With a new Don, Lyric’s “Don Giovanni” remains a stellar night of Mozart

Wed Dec 04, 2019 at 2:46 pm

By Lawrence A. Johnson

Ryan McKinny is singing the title role in the December performances of Mozart’s Don Giovanni at Lyric Opera.

With a new singer taking on the title role, Lyric Opera’s acclaimed production of Don Giovanni, remains just as impressive an artistic success as when this revival opened last month.

Both artists originally scheduled to sing the Don pulled out of Lyric’s production. Ildar Abdrazakov was replaced by Lucas Meachem last month. And when Davide Luciano cancelled the December performances, Lyric was able to secure the services of Ryan McKinny, who was just coming off his knockout company debut as the condemned murderer Joseph De Rocher in Lyric’s Dead Man Walking.

In Tuesday night’s performance—only his second turn as the Don after a role debut with Houston Grand Opera in April—McKinny made a smooth and largely effective transition into the role of the serial seducer, fitting into the existing production superbly.

Though he is billed as a bass-baritone, McKinny’s voice sounds more like a pure, rather high baritone. At times one wanted more weight at the low end, and some of the darker coloring that conveys more of the Don’s menace and dangerous side vocally.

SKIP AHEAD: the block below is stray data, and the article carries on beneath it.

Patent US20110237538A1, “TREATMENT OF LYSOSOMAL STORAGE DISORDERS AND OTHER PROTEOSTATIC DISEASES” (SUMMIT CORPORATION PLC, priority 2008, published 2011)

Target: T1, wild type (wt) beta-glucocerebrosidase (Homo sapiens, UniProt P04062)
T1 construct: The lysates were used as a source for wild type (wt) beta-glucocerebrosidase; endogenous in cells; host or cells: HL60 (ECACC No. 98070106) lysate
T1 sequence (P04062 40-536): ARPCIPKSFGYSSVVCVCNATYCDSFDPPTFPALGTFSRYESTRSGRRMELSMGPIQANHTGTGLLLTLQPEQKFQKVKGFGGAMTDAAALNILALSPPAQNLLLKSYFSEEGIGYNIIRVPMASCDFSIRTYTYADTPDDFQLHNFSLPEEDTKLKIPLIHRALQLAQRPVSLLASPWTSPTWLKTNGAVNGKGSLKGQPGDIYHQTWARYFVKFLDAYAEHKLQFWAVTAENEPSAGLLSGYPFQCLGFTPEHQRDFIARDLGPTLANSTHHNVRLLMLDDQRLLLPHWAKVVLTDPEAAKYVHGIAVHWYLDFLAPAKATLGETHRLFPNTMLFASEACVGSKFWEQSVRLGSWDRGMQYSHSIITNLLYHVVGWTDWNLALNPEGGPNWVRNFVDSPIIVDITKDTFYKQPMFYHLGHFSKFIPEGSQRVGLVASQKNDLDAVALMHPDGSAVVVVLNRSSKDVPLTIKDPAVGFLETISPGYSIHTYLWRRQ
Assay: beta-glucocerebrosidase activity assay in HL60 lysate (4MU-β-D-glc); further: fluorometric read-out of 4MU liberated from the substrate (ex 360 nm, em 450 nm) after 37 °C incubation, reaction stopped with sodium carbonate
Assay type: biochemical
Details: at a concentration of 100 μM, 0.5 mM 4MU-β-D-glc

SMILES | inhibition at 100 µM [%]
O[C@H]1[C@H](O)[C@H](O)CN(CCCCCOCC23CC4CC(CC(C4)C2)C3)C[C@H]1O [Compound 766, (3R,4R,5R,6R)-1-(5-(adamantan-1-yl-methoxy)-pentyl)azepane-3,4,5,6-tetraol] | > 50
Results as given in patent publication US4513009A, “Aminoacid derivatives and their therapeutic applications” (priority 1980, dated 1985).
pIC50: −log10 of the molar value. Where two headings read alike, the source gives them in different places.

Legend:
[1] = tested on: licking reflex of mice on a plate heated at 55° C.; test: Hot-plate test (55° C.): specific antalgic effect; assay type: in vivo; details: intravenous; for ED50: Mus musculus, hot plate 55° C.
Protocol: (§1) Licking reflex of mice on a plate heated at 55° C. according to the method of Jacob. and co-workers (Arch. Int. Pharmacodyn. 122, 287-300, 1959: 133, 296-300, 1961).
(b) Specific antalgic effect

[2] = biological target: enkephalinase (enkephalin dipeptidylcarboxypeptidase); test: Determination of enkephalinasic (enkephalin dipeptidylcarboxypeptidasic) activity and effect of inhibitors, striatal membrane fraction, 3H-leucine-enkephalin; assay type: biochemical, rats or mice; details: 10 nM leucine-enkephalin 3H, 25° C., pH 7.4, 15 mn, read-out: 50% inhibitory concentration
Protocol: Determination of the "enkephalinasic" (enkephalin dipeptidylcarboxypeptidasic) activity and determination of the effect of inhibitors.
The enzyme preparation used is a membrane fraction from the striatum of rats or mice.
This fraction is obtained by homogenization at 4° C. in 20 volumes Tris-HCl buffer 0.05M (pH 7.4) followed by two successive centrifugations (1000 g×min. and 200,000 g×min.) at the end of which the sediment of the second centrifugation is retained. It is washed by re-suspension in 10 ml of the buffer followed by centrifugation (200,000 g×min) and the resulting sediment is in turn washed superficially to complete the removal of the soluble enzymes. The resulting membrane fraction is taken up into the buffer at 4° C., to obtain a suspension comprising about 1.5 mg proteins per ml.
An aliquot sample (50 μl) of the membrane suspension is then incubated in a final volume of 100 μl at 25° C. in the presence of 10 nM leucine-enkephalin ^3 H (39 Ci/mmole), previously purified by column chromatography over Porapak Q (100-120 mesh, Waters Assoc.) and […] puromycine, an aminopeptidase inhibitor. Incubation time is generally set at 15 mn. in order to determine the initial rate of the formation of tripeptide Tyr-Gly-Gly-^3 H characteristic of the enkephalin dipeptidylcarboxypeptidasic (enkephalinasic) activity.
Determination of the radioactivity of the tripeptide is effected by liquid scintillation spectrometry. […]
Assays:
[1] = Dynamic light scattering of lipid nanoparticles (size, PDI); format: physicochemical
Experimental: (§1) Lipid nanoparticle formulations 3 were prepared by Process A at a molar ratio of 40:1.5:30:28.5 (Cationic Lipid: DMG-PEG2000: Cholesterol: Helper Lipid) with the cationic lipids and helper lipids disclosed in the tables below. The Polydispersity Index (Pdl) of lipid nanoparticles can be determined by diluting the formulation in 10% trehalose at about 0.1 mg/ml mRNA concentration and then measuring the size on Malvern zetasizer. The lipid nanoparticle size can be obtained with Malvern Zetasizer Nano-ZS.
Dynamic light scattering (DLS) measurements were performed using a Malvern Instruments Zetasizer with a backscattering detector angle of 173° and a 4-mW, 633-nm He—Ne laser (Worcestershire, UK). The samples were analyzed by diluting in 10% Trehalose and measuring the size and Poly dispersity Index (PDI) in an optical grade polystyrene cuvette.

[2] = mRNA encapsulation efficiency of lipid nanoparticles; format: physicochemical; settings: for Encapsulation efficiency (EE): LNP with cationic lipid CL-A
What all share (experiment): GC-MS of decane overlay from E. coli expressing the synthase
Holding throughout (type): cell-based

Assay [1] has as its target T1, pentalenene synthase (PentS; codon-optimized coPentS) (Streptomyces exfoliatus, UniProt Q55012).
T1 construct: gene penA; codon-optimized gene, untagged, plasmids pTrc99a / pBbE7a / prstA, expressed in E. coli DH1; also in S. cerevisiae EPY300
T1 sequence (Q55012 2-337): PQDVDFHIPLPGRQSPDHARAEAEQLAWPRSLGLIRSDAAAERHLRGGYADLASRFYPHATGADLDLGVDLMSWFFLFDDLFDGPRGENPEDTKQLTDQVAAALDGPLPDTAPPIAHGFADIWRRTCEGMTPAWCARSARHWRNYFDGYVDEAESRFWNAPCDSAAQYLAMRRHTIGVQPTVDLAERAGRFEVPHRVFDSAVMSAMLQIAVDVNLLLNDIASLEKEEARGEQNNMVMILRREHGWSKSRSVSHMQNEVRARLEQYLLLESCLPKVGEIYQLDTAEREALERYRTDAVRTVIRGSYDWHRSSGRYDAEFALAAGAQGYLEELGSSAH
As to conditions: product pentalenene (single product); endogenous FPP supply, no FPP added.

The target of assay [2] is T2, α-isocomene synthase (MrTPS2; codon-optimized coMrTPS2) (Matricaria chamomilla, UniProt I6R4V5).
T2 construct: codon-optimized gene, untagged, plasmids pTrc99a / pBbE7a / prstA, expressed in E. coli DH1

That apart, McKinny encompassed all of the variegated demands of the role. He threw off his humorous repartee with Matthew Rose’s Leporello with fine speed and agility, and communicated the dissolute, sadistic side of the Don as well as the seductive charisma. His lovely floated Serenade was a highlight Tuesday night.

As impressive as Lyric’s revival was last month, the show has improved since then. The slack opening scene has been tightened up and Rachel Willis-Sørensen brought more fire and focus to her arias, making her Donna Anna even more affecting.

The rest of the cast—Rose, Amanda Majeski (Donna Elvira), Ben Bliss (Don Ottavio), Ying Fang (Zerlina), Brandon Cedel (Masetto) and Mika Kares (the Commendatore) remain a stellar ensemble, ideally cast and supreme both vocally and dramatically. (Cedel seems well equipped to become an impressive Don himself in future seasons.)

Robert Falls’ fluent and stylish staging remains a fail-safe piece of theater. James Gaffigan’s conducting is simply terrific—big in character and bringing out all of the drama and humor of Mozart’s glorious score with the Lyric Opera Orchestra.

There are just two matinee performances left and no self-respecting opera fan or true Mozartian should miss this show. You may never see or hear a better Don Giovanni.

Don Giovanni will be repeated 2 p.m. Thursday and Sunday. lyricopera.org

Posted in Performances

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